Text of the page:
So, this explains why capsids tend to have such a regular shape. But what other advantages does this confer?
Perhaps this can be put down to evolutionary adaptations. The easier the molecule is to reproduce; the more virion offspring are produced. It also makes sense that identical subunits can only attach in so many ways, and that this results in a pattern, seen in all those offspring. But this formation seems to be like puzzle pieces, in that this method does not require any energy [3]. This is ideal for spontaneous formation of virion capsids in the host cell, as the virus does not have to concern itself with sequestering energy from elsewhere.

Phage heads tend to take on the shape of a platonic body; one of five regular shapes, of which only octahedrons and icosahedrons have been seen using microscopy. Icosahedrons, as seen in the image below, are commonly seen in phages, and are 20 sided shapes with 12 vertices. This geometry offers stability and strength [4].

Another way is to look at this from the genetic material’s point of view. It needs to be protected from stray or attacking enzymes and needs a way to nicely organise itself. These structures not only allow for nice neat organisation of the genome, but also by doing this, it can create secondary characteristics. For example, it is thought that some regions can take on translation and replication roles, brought about by the way that the nucleic acids are stored within the capsid, allowing them to form double-stranded loops, such as in Leviviridae viruses [5].

It seems that these phage heads are well adapted to their purpose. I’m sure we can all agree that they are very clever and the stuff of nightmares!!!

phages

Post by Jessica Friedersdorff.

[1] Bradley DE. Ultrastructure of bacteriophage and bacteriocins. Bacteriol Rev 1967;31:230–314.
[2] Crick FH, Watson JD. P1-Structure of small viruses. Nature 1956;177:473–5.
[3] Bruinsma RF, Gelbart WM, Reguera D, Rudnick J, Zandi R. Viral self-assembly as a thermodynamic process. Phys Rev Lett 2003;90:248101. doi:10.1103/PhysRevLett.90.248101.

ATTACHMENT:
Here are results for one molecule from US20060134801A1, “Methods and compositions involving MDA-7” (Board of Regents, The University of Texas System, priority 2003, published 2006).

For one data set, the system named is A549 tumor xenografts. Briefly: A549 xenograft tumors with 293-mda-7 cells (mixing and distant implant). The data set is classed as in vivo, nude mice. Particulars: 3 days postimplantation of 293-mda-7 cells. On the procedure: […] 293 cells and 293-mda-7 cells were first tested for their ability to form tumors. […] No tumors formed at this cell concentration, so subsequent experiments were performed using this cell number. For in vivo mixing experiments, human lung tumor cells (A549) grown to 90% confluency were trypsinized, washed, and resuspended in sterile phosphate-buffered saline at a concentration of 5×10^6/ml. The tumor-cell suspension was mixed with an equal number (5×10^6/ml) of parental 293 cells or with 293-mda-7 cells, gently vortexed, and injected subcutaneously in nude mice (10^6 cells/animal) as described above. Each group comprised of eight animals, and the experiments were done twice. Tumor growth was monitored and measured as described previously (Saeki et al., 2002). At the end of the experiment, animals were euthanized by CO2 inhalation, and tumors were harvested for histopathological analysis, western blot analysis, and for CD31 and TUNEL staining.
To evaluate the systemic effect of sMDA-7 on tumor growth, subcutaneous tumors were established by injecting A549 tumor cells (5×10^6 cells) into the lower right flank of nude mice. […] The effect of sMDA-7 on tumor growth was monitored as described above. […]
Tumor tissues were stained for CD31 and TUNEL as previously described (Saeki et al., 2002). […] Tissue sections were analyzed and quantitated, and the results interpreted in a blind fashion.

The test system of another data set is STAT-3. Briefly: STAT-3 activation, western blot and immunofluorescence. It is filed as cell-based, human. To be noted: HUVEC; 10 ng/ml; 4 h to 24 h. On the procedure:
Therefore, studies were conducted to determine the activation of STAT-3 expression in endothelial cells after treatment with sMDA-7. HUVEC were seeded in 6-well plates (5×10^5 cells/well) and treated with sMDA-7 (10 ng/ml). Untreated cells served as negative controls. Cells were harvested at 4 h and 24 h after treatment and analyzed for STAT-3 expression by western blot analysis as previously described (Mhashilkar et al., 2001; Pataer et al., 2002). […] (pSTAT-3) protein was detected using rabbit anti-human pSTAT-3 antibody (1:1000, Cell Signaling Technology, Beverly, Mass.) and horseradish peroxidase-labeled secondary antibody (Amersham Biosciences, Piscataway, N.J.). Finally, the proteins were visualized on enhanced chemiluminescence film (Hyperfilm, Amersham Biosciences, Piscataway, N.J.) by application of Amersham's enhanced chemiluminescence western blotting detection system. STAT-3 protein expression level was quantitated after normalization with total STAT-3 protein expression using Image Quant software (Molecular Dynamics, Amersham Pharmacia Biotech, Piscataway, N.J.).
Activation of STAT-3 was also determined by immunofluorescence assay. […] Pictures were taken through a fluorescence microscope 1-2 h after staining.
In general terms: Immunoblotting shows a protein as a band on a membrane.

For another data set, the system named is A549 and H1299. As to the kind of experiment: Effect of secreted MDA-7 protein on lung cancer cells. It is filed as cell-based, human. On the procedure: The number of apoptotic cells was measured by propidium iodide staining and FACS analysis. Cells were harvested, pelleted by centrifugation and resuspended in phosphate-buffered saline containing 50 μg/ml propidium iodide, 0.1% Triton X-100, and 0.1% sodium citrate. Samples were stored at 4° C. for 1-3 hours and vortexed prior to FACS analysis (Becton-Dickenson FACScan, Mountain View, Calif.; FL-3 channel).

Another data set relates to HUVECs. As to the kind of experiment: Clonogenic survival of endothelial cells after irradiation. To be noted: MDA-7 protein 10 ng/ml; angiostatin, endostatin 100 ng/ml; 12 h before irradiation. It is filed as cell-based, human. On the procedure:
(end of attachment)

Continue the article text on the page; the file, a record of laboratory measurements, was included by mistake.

[4] Mannige R V., Brooks CL. Periodic table of virus capsids: Implications for natural selection and design. PLoS One 2010;5:1–7. doi:10.1371/journal.pone.0009423.
[5] Morais MC. Breaking the symmetry of a viral capsid. Proc Natl Acad Sci 2016;113:201613612. doi:10.1073/pnas.1613612113.

But what does it mean?!?

e.coli

But what does it mean?!?

During practical-based modules, I often ask undergraduates to start their practical reports with a statement of their hypothesis. This usually throws them into a mild panic, as class practicals are primarily about generating data rather than proving/disproving a hypothesis and they cannot easily negotiate that apparent disparity.

The relationship between data-generating and hypothesis-driven research is a troubled one. Twenty years ago, a loud and often-heard cry of the experimentalist after a ‘big data’ or ’-omics’ talk was ‘but what IS the hypothesis?’. Testing a hypothesis was the mantra of every bench scientist, and even today some funding agencies and scientific publishers still insist on placing hypotheses front and centre of all submissions.

But what was the hypothesis being tested when the E. coli genome was sequenced? Should we look down our noses disapprovingly at the humble genome, denigrated as a mere ‘fishing trip’, or ‘stamp collection’, because of its lack of a noble hypothesis? Do we emulate my poor undergraduates and struggle valiantly to find a hidden rationale behind the data-collecting exercise and justify its existence? Or should we celebrate the diversity, abundance and scale of the datasets that we can now generate, with or without accompanying hypothesis?

We can’t all be the ones to discover the next cure for cancer, or the novel antibiotic to which there is no possibility of resistance. However, we can all contribute resources to aid those explorers in their search. Those resources can be new knowledge, acquired through the steadfast testing of hypotheses, or they can be collections of datasets, alongside the tools and knowhow to interrogate those data.
The genome is the ultimate blueprint of an organism’s biology, however we have barely begun learning how to look inside a genome, and from its sequence deduce salient features of the host’s biology. Hypothesis-led experimentation is one way to improve our understanding of the sequence/function relationship, and now increasingly we find ourselves testing hypotheses that have themselves come directly from big datasets.

In essence, big datasets are trying to tell us everything we want to know, but to get there we need to find out what questions to ask, for which they are the answer.

Post by Dr. Dave Whitworth.